The city is overflowing with flowers.
While it is always a joy to see carefully and lovingly cultivated flowers blossom, it is perhaps even more endearing to see wild flowers blooming in the wilderness as they cling bravely to the earth.
When I look upon the forget-me-nots in my garden, whose stalks and flowers seem tender enough to eat, I remember the forget-me-nots of the Inner Mongolian Plain.
Forget-me-nots (myosotis scorpioides L.) are known as wasurenagusa in Japanese, wu wang cao in Chinese and vergissmeinnicht in German, which all have the same meaning.
Once, long ago, a youth saw a blue flower at the edge of a steep cliff. He wanted very much to pick the flower to give his lover, but when he tried to do so, he slipped and fell into the river below. His last words to his lover were "Forget me not!" as he threw the flower to her before being carried away in the violent current.
When, as a child, I first heard this old German folk story, I immediately fell in love with the blue flowers of the forget-me-not.
Copyright1998 Keiko Andou
During my travels to the Inner Mongolia Plain in China one July, I unexpectedly ran across a large bed of forget-me-nots.
I had traveled an hour and a half from Beijing, arriving at Huhehaote, the capital of the Autonomous Region of Inner Mongolia,and then traveled another hour and a half by plane to Xilinhaote in the center of the plain. Finally, after three hours by jeep, I reached the farthest part of the plain, 1,400 meters above sea level, where I stayed the night in a pao (a traditional Mongolian mobile house made of woven animal hair).
Although I had imagined a plain with grasses swaying in the wind, what I saw insteadwas a virgin flower bed, with flowers standing 4 to 5 centimeters in height, and which continued as far as the eye could see.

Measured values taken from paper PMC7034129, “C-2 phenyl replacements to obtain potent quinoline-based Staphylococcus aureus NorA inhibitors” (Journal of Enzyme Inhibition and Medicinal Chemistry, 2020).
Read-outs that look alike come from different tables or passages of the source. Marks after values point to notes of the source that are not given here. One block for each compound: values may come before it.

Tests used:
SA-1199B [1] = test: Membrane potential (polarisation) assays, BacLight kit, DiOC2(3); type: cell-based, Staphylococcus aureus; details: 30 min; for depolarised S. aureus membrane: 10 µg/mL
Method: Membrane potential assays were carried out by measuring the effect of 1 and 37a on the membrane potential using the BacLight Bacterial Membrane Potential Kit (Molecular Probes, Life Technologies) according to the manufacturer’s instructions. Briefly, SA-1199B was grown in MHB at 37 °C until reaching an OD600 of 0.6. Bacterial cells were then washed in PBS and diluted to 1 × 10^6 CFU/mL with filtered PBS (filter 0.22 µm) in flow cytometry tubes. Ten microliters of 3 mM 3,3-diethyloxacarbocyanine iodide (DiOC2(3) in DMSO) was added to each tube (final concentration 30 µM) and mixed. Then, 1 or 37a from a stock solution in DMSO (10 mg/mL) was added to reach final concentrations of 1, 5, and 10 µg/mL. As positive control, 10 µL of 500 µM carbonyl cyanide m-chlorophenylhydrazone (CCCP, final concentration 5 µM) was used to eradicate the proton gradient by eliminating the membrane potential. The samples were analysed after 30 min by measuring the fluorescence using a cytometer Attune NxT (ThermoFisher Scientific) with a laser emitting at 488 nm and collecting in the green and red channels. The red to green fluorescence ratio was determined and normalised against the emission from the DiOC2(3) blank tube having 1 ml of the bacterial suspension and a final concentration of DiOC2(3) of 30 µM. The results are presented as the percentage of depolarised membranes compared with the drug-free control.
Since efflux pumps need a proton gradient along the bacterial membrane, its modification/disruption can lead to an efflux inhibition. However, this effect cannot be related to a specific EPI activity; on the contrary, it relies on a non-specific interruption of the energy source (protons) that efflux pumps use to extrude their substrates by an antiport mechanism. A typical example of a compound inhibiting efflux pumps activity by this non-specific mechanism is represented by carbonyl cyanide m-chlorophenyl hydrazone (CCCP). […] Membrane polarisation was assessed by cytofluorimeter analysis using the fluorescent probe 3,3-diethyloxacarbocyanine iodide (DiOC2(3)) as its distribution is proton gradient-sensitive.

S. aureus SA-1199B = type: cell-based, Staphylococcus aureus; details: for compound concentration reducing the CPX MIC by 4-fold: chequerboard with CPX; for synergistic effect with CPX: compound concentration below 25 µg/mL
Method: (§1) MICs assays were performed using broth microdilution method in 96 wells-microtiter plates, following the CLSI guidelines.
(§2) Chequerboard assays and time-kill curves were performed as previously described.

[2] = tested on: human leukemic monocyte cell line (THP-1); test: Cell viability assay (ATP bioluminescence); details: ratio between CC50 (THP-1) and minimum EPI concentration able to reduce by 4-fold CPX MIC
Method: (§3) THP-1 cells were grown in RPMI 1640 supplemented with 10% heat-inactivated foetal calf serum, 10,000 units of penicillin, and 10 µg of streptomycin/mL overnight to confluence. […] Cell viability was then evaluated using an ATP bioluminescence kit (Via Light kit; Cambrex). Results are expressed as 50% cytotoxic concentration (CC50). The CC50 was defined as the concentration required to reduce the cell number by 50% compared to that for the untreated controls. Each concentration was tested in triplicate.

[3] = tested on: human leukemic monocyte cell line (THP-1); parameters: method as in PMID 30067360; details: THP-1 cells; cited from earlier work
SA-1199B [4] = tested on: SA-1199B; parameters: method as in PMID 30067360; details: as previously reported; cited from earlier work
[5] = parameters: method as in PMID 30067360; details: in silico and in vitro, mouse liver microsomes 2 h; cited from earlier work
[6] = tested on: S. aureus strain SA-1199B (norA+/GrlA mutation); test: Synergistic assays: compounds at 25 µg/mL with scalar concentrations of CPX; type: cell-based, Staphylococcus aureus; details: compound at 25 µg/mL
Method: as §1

It looked as if the heavens had sown the seeds of all the world's mountain plants inthis very spot.
Of the more than 1,000 varieties of plantshere, I was told that 500 are valuable plants for Chinese herbal medicine.
As I look out across the rolling hills which spread endlessly under the blue sky, sheep and horses graze on the plain and birds sing out in competition with each other.
Throughout the village, I am welcomed withhada and an alcoholic drink made from horses' milk, while sumo matches and horse races are held on the plain.
Copyright1998 Setsuko Watanabe
The people of the Inner Mongolian Plain, descendants of Genghis Khan, certainly treat their guests well.
The pao is surrounded on all sides by a flower bed of forget-me-nots. The delicate flowers look as if they might disappear into the air, but if you touch them, you willfind they are as hard as wire- a defense against the severe cold, dryness and winds of the plains.
About the same size as spiderworts, the flowers are a clear, deep blue like sapphires. It looks as if someone has gathered allthe light from the stars above the plain and condensed it.
In the pure, fresh air of this northern country, blue flowers stand out the most vividly and beautifully.
When I asked the hotel maid the names of flowers in Mongolian, she told me that theywere all called chechek. Because flowers bloom only once a year and for one short month, they do not have individual names. However, it is popular to name girls after the precious and beautiful flowers. In fact, she told me her name was Naranchechek (flower of the sun).
Copyright1998 Setsuko Watanabe